of the genetic code. “Should laws of nature, animal, and human life be commodified in
We should always put up a caution on the possible long-term genetic problems.
Anything is possible and we have to be very cautious. Any little change in the genetic
code of animals is a cause for concern. The recent British experince of “the mad cow
disease” is evidence of this concern. To reduce these risks, we are now using transgenic
pigs as donors but there are only a few hospitals will be chosen as a center for
xenotransplant surgery. Other hospitals may be tempted to revive the xenotransplantation
program by using organs from baboons. It might advance their reputations, reduce the
cost to the patient and illiminate the license fees.
The biggest problem doctors are having with the transplant is that a body’s
immune system reacts to these strange tissues and organs by destroying them. The two
materials (human and animal) are not compatible. If we try implanting a pig’s liver in a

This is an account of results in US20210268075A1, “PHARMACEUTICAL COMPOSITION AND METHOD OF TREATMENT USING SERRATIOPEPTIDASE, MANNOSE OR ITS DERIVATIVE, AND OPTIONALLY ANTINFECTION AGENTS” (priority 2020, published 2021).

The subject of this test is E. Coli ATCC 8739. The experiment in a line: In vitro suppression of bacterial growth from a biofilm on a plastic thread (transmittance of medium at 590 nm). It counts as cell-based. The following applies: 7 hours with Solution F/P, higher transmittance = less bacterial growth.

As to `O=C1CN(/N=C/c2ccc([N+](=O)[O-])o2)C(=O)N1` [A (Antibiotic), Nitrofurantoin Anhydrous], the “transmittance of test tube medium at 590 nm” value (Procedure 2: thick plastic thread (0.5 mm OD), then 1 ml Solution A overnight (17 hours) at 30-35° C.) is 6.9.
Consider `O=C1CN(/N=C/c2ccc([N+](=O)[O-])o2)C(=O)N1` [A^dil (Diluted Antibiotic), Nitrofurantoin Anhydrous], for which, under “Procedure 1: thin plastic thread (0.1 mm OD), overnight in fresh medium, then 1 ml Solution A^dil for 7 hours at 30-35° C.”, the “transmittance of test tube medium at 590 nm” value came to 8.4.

human body, within minutes it’ll become a swollen and a blody mess. As soon as there is
a new organ implanted, our antibodies rap the organ and begin the “hyper-acute”
rejection process. Doctors and scientists find this a great “pitty” because the structure and
size of a pig’s organ is a perfect replacement of a human organ.
A way that scientist are now using to control this rejection is to distract the
antibodies so they don’t see the transplanted organ. One of the test they tried was “using
extra doses of culpable sugars to mop up antibodies before these antibodies can stick to
the xenograft.” They got this idea because they had tried it on a baboon and it retained the
transplanted pig hart much longer then if they hadn’t received these sugars intravenously.
But on a human, the amount of sugar needed to distract the antibodies will be poisonous.
Up to this date, every experiment failed either because the organ was rejected or
failed to function. In some cases, the use of immunosuppressive drugs to prevent
infections, led to infections. We are unable to prolong human life with transplanted
organs. But we are able to treat some other human illness with the use of animals. Pig
heart valves are routinely used un cardiac surgery, and insulin from cattle is used to treat